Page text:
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What To Do With The Reds Starting Rotation Surplus

The Reds have a weird problem to have. It's a problem that most teams would kill for and it's a problem we haven't seen in Cincinnati in my lifetime. They have too many quality starting pitchers. Now they don't have an ace among them - at least not yet - but the Reds have as many as 9 pitchers that could pitch in the majority of big league rotations.

Over the last 12 games, the starting rotation has been a bright spot for the Reds. They've gone 79 innings (6.5 IP per start) and allowed just 22 earned runs (2.51 ERA). They aren't striking out a lot of hitters - just 5.1 per 9 IP - but they aren't walking many either (2.1 BB/9). In general, each of the Reds starters have been on a good streak of late:

Pitcher Starts IP ERA SO BB HR
Bronson Arroyo 7 49.0 2.76 20 14 5
Johnny Cueto 5 32.2 0.83 14 13 1
Mike Leake 6 36.2 6.14 20 14 8
Aaron Harang 7 41.2 3.67 27 15 4
Travis Wood 3 20.2 2.18 17 5 1
Matt Maloney 2 11.2 3.09 4 2 1

Before you say anything, yes, I know this is selective endpointing. I'm not trying to make any decision based solely on these numbers. All I want to show is the most recent trend for these pitchers and I selectively endpointed based on where I thought the trend started.

With Edinson Volquez coming back to the rotation after the break, the Reds are going to have clear a spot out of the rotation for him. One pitcher who has hit a slow patch of late is Mike Leake. His numbers are a bit deflated by his attempt at a complete game on Friday, but he's given up 5 or more runs in 4 of his last 6 starts. Is he hitting a wall? Is the league figuring him out? That's something the Reds need to determine.

I don't expect that the Reds will take Leake out of the rotation to make room for Volquez though. My guess is that Matt Maloney will go back to the minors and Volquez will take his spot. The real question is, what do the Reds do if Aaron Harang is back and healthy after the break. As you can see, Harang hasn't exactly been chopped liver of late, but then neither has anyone else really, except Leake.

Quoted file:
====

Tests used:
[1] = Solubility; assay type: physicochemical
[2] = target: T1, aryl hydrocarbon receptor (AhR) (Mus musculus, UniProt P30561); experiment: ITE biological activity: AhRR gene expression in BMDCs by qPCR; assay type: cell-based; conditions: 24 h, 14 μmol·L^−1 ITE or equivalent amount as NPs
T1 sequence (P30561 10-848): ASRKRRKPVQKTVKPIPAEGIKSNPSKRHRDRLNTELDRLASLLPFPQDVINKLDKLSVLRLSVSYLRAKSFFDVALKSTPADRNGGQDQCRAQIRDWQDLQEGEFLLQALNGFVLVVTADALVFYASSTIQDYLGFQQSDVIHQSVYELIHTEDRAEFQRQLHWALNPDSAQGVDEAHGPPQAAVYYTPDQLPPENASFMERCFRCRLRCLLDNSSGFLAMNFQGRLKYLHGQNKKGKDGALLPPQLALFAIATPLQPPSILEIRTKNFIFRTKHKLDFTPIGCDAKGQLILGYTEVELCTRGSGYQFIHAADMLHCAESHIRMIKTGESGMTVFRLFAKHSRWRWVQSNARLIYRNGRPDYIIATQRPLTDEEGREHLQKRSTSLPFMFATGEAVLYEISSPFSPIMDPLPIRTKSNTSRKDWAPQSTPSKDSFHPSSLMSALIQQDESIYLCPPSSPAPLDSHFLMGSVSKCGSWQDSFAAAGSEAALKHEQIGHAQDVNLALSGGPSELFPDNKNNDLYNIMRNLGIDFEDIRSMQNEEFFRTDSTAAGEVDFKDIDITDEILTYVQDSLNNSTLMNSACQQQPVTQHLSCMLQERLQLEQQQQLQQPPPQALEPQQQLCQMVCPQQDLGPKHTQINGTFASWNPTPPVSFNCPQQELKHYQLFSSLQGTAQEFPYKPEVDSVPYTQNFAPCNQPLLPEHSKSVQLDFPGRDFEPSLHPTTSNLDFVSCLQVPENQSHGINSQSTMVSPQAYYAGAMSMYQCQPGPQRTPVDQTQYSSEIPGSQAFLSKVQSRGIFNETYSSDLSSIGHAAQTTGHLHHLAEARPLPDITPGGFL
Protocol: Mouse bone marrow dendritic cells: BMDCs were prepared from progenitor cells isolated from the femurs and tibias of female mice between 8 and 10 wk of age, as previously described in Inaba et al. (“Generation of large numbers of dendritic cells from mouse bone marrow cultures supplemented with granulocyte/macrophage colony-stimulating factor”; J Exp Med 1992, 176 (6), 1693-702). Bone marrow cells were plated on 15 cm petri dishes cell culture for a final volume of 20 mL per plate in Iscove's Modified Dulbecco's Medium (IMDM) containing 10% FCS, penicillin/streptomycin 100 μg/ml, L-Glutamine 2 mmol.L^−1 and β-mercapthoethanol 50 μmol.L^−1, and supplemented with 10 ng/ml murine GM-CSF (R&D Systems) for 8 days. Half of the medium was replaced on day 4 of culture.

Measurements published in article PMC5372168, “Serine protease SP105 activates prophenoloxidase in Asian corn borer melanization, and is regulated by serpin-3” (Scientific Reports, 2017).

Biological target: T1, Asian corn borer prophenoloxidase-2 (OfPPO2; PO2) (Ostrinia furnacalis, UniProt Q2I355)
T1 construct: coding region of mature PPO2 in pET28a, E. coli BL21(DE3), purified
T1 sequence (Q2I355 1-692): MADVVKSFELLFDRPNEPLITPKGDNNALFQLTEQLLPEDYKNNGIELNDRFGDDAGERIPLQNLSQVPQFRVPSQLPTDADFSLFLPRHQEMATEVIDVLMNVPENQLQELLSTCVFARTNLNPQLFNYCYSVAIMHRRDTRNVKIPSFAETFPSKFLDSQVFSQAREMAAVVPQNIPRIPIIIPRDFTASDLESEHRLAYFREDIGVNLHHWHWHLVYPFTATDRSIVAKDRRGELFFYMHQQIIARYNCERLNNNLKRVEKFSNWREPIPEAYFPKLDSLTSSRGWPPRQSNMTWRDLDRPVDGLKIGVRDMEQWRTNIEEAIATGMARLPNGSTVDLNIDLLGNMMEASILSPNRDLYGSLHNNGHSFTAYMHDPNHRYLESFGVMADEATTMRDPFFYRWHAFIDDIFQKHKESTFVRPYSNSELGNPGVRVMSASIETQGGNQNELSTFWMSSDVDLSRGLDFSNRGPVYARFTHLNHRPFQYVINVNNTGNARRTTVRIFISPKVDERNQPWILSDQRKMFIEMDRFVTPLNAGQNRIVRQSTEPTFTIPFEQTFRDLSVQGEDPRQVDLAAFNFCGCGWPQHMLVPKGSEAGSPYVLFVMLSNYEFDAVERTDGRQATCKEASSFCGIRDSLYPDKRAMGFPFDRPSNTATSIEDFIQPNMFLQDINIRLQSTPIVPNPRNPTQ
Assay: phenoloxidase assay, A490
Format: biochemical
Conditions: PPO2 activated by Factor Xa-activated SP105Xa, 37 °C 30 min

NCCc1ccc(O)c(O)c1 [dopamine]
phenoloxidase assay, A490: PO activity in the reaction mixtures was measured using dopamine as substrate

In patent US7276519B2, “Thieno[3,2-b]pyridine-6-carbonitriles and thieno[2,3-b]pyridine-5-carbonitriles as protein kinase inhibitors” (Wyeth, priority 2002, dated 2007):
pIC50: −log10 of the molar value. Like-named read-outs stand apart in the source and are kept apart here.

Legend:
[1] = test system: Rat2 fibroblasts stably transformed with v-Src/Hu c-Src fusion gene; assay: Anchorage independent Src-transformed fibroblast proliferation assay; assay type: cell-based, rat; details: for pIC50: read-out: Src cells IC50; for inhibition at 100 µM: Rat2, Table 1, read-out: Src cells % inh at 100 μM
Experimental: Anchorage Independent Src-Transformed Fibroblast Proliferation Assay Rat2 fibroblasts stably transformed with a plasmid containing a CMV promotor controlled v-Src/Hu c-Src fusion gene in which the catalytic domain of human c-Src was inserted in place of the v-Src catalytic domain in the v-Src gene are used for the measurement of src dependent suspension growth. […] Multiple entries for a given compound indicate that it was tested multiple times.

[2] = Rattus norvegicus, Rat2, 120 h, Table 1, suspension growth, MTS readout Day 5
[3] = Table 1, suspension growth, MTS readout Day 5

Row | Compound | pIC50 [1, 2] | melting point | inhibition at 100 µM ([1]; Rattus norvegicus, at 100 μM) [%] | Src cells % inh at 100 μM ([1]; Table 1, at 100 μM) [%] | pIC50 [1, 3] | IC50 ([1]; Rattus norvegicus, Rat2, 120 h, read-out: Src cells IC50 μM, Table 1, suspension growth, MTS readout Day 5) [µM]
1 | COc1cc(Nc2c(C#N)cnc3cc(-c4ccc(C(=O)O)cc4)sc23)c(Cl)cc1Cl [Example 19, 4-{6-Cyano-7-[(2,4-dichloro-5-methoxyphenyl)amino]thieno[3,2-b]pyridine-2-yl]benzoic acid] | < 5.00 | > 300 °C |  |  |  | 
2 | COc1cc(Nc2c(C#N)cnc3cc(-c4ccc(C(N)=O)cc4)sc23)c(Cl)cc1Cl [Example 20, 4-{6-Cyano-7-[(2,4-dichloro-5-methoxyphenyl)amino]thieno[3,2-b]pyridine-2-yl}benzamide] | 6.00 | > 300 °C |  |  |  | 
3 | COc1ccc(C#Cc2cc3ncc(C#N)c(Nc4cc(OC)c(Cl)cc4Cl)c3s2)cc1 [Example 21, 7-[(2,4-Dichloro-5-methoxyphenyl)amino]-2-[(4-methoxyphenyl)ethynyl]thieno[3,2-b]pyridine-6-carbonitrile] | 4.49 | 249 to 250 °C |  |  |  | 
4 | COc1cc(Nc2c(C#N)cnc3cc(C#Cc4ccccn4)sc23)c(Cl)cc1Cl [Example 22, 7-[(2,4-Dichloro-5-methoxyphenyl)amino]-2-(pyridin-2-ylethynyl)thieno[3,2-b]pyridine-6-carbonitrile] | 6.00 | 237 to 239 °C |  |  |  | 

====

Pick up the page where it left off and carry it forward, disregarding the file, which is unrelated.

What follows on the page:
I think at this point, the Reds will have a hard time taking Travis Wood out of the rotation, at least not immediately after his performance on Saturday night. What I expect will happen is that either Harang or Leake will go to the bullpen when Harang comes back, which is to say, I expect Leake to go to the bullpen. This is not just in reaction to his recent struggles, but also because the Reds are interested in limiting his innings. It's also because in the big leagues, the veteran almost always gets their starting spot back after injury.

I don't think the Reds should settle for that easy answer though. I think they should think long and hard about moving Harang to the bullpen. There are a couple of reasons why I think that. For one, I think Harang can throw the ball harder than either Leake or Wood. His average fastball is right about 90 MPH as a starter, but according to pitch fx, he can his 93-94 still on the gun, and that's when he's conserving himself. It's not out of the realm of possibility that Harang could touch 95 or 96 if he's out on the mound for just an inning at a time.

Another reason for moving Harang to the pen is that he's basically a two-pitch pitcher already. He doesn't need any other pitches to be able to get hitters out an inning at a time, so he can mix up his fastballs and sliders and hopefully be more effective in shorter stints.

I think all three of these guys have the mound presence to be successful in the bullpen. They all have good control and I think would be able to handle the pressure of pitching late in games in tough situations. One thing I don't know is if any of them can handle getting loose quickly enough to be called on as a short reliever. This is probably one big red flag for Harang, since he's been a starting pitcher for at least a decade longer than the other two pitchers.

Another argument that gets made against Harang to the bullpen is that he often struggles in the first inning. While this is true, we shouldn't get too hung up on it because just about every pitcher does worse in the first inning. It's the only inning in the game where it is guaranteed that the 1-2-3 hitters are going to bat, and typically (unlike the Reds) teams try to put their best hitters in those spots in the order.

As they say, it's a good problem to have. I think all three of these pitchers deserve to stay in the big leagues, and I think they all can help the Reds in the second half. Given that the Reds really could use some bullpen help, I sure hope they are considering moving one of them out to the pen, at least temporarily.

NOTE: I didn't mention Homer Bailey at all because until there is any sign of him coming back this season, we don't really need to worry about him.